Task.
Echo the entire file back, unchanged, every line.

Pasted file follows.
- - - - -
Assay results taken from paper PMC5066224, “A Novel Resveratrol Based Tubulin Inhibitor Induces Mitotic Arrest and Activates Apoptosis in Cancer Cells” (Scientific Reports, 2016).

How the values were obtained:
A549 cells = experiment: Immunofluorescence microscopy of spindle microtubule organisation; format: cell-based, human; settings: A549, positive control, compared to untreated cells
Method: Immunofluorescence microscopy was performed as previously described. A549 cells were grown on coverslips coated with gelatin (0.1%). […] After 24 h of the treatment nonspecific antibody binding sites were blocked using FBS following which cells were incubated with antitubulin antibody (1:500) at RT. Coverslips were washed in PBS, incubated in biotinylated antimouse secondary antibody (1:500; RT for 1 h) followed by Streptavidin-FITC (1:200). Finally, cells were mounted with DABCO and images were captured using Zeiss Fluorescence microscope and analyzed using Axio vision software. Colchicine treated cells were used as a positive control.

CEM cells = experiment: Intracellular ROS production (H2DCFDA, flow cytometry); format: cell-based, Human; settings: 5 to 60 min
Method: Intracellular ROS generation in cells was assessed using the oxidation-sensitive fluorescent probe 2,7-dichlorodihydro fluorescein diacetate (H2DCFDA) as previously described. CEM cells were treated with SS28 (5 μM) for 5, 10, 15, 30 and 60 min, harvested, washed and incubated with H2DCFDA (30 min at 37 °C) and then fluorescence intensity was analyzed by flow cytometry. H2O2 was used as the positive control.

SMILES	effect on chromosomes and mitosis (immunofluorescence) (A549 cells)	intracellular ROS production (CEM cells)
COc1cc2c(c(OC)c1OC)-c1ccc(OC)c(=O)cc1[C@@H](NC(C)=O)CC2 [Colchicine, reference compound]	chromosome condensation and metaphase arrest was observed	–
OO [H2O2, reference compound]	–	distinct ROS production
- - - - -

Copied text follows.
Assay results taken from paper PMC5066224, “A Novel Resveratrol Based Tubulin Inhibitor Induces Mitotic Arrest and Activates Apoptosis in Cancer Cells” (Scientific Reports, 2016).

How the values were obtained:
A549 cells = experiment: Immunofluorescence microscopy of spindle microtubule organisation; format: cell-based, human; settings: A549, positive control, compared to untreated cells
Method: Immunofluorescence microscopy was performed as previously described. A549 cells were grown on coverslips coated with gelatin (0.1%). […] After 24 h of the treatment nonspecific antibody binding sites were blocked using FBS following which cells were incubated with antitubulin antibody (1:500) at RT. Coverslips were washed in PBS, incubated in biotinylated antimouse secondary antibody (1:500; RT for 1 h) followed by Streptavidin-FITC (1:200). Finally, cells were mounted with DABCO and images were captured using Zeiss Fluorescence microscope and analyzed using Axio vision software. Colchicine treated cells were used as a positive control.

CEM cells = experiment: Intracellular ROS production (H2DCFDA, flow cytometry); format: cell-based, Human; settings: 5 to 60 min
Method: Intracellular ROS generation in cells was assessed using the oxidation-sensitive fluorescent probe 2,7-dichlorodihydro fluorescein diacetate (H2DCFDA) as previously described. CEM cells were treated with SS28 (5 μM) for 5, 10, 15, 30 and 60 min, harvested, washed and incubated with H2DCFDA (30 min at 37 °C) and then fluorescence intensity was analyzed by flow cytometry. H2O2 was used as the positive control.

SMILES	effect on chromosomes and mitosis (immunofluorescence) (A549 cells)	intracellular ROS production (CEM cells)
COc1cc2c(c(OC)c1OC)-c1ccc(OC)c(=O)cc1[C@@H](NC(C)=O)CC2 [Colchicine, reference compound]	chromosome condensation and metaphase arrest was observed	–
OO [H2O2, reference compound]	–	distinct ROS production